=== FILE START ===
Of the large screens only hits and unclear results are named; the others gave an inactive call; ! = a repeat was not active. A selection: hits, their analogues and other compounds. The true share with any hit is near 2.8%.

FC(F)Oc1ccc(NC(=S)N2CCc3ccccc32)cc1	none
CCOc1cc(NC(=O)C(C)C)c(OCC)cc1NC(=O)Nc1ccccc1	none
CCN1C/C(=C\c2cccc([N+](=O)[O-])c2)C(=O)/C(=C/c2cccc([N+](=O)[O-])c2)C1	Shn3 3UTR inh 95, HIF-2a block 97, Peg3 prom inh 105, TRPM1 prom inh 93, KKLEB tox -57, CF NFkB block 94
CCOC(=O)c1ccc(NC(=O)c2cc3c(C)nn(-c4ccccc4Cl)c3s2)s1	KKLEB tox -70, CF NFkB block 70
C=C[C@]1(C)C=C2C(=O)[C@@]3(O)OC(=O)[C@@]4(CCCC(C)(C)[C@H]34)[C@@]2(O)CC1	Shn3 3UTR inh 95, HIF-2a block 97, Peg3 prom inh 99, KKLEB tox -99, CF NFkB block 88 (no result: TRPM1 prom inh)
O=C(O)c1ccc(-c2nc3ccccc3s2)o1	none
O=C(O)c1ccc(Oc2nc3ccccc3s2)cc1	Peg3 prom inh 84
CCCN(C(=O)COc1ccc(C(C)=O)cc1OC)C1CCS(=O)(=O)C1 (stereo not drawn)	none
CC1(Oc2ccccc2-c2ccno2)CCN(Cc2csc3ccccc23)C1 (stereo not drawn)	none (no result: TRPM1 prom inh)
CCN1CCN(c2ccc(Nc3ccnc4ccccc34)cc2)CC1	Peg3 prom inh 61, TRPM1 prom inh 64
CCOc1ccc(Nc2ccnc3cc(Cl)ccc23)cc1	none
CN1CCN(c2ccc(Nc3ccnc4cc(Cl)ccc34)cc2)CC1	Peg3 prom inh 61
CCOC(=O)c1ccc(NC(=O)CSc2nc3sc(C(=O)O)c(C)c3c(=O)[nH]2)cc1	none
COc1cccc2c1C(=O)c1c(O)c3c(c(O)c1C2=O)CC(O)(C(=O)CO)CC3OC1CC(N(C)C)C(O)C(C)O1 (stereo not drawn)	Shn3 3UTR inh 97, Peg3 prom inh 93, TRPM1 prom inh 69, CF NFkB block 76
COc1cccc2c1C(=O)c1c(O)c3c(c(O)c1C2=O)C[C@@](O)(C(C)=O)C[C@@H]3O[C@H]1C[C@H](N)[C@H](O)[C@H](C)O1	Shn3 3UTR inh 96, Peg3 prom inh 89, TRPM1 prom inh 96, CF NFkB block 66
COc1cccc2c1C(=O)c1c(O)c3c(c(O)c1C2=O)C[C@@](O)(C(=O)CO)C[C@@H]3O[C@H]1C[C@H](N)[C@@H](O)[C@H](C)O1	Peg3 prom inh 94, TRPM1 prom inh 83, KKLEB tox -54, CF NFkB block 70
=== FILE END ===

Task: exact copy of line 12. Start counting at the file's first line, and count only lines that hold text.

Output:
CCOc1ccc(Nc2ccnc3cc(Cl)ccc23)cc1	none